POLICY BRIEF: Promise Design Matters: A Review of The Degree Project
In recent years, the free college or “College Promise” movement has seen tremendous momentum at the local and state level. In the face of rising college costs, mounting student debt, and an ever-growing demand for an educated workforce, it is no surprise that Promise programs have found supporters in over 300 communities in 44 states all across the US. As the number of Promise programs continues to grow, there’s a demand for effective research and evaluation on postsecondary outcomes in order to inform best practices and program design for Promise programs.
In order to research the effectiveness of Promise scholarships at improving college access and success, Great Lakes Higher Education’s foundation, now the Ascendium Education Group, partnered with Milwaukee Public Schools (MPS) to establish The Degree Project (TDP), a College Promise program designed as a randomized control trial study with longitudinal data. The trial was carried out by a team of researchers lead by Dr. Douglas N. Harris of Tulane University. Great Lakes committed $31 million to provide eligible Milwaukee students with up to $12,000 each for post-secondary education at an approved two- or four-year colleges in Wisconsin.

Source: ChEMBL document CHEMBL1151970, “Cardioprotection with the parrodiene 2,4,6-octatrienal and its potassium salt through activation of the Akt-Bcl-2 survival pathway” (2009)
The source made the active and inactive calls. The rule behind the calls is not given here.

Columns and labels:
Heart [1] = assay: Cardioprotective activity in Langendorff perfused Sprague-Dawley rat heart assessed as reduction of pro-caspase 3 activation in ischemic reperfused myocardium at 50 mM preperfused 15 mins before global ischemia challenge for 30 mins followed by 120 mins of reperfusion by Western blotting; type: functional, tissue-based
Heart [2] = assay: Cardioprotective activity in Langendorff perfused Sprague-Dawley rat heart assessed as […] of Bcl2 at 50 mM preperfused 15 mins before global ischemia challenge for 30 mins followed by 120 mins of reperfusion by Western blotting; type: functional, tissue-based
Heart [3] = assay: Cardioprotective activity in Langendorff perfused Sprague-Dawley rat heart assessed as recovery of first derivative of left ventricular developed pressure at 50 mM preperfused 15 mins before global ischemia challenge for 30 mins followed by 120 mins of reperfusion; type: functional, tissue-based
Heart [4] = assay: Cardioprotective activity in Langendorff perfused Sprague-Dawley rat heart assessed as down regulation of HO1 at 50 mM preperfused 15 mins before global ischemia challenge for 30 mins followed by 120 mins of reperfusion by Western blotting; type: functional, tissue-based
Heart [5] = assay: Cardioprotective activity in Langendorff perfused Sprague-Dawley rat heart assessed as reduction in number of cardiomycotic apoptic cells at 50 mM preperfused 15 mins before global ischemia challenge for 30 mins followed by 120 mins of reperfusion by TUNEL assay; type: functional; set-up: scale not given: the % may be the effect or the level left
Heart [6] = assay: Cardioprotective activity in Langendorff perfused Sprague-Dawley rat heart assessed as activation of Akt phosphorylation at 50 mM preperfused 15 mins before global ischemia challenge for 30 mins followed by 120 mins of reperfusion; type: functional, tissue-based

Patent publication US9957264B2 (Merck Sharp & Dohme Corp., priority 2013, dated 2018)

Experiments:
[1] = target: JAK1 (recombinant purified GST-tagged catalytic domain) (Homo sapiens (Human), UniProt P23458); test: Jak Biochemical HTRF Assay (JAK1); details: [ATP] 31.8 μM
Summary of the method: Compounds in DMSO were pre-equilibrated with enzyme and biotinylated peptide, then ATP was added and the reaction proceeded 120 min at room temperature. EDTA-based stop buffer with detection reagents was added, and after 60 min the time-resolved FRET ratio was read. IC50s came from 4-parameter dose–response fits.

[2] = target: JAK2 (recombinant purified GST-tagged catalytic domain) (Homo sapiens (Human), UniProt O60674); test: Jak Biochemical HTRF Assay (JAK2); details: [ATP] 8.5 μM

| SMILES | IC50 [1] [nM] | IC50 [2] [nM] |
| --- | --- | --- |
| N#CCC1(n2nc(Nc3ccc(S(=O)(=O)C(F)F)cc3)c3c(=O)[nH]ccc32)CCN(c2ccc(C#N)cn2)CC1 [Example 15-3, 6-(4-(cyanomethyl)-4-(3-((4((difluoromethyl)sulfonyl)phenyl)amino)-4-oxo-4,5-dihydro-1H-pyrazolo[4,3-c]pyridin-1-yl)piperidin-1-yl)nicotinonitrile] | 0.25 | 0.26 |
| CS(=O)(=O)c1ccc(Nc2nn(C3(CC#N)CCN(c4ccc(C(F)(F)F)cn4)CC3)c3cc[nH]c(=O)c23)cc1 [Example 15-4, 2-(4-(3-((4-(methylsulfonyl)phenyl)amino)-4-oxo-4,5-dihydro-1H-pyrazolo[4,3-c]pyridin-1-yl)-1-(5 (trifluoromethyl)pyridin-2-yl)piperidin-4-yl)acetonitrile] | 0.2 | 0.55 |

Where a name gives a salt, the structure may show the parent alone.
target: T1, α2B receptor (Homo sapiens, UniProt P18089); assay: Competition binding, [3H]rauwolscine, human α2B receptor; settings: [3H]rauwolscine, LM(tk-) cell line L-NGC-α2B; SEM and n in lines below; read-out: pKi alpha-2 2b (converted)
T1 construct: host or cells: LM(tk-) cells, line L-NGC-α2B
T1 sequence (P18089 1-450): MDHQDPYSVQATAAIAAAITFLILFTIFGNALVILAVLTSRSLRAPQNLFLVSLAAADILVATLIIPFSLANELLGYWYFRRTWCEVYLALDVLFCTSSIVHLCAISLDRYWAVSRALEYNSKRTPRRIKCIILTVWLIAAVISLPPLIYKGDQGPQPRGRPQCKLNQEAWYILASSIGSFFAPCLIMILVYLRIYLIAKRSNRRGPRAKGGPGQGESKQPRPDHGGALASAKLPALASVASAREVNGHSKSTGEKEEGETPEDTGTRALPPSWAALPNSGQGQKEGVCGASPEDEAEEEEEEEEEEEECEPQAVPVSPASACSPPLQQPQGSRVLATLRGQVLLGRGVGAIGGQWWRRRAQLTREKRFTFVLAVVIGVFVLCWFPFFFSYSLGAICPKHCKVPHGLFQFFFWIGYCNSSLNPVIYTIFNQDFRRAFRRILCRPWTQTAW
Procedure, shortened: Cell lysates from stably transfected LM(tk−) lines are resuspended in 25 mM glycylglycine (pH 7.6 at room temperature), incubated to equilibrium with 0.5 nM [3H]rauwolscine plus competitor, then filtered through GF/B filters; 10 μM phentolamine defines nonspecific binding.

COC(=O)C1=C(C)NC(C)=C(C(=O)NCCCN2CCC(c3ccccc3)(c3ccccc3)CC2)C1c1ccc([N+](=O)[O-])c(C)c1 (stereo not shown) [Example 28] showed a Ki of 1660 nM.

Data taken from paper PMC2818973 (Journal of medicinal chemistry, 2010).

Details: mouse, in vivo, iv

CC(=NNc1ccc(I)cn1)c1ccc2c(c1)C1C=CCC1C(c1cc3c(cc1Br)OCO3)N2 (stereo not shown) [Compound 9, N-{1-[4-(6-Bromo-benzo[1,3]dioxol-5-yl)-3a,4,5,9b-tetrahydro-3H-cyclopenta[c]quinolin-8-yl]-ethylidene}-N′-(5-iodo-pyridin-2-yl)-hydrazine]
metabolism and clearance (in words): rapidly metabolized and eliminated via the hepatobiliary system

Download this policy brief to learn more about the importance of Promise program design, as demonstrated by the results of Milwaukee’s Degree Project.
Anjana Venkatesan currently serves as Senior Policy and Research Advisor at the College Promise Campaign where she advances the Campaign’s goal of promoting research-driven best practices for Promise Programs around the country. Her work includes the development and expansion of the College Promise Research Network which aims to facilitate information sharing among Promise researchers and connect researchers with program practitioners in order to improve Promise Programs and help ensure student success.
Ms. Venkatesan received her bachelor’s degree as well as a Master’s in Public Administration from the University of Alabama. She previously served as a Senior Research Associate at the University of Alabama’s Education Policy Center.